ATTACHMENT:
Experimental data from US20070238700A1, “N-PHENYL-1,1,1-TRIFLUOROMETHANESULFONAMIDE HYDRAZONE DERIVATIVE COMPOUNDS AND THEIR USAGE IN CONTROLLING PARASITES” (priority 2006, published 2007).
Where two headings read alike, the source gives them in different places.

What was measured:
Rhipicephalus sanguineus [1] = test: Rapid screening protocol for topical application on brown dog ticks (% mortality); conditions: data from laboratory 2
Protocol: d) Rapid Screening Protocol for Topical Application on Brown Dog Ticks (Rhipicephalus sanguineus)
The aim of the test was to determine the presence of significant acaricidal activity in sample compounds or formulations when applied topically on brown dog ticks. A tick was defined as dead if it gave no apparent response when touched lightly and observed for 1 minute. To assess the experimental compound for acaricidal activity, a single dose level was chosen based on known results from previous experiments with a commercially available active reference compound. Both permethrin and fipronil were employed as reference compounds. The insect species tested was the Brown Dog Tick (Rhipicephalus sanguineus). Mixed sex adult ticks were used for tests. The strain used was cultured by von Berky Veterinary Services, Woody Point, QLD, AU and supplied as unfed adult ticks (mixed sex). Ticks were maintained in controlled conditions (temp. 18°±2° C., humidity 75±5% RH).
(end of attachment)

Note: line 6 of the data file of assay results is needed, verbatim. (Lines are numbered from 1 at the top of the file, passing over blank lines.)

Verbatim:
The aim of the test was to determine the presence of significant acaricidal activity in sample compounds or formulations when applied topically on brown dog ticks. A tick was defined as dead if it gave no apparent response when touched lightly and observed for 1 minute. To assess the experimental compound for acaricidal activity, a single dose level was chosen based on known results from previous experiments with a commercially available active reference compound. Both permethrin and fipronil were employed as reference compounds. The insect species tested was the Brown Dog Tick (Rhipicephalus sanguineus). Mixed sex adult ticks were used for tests. The strain used was cultured by von Berky Veterinary Services, Woody Point, QLD, AU and supplied as unfed adult ticks (mixed sex). Ticks were maintained in controlled conditions (temp. 18°±2° C., humidity 75±5% RH).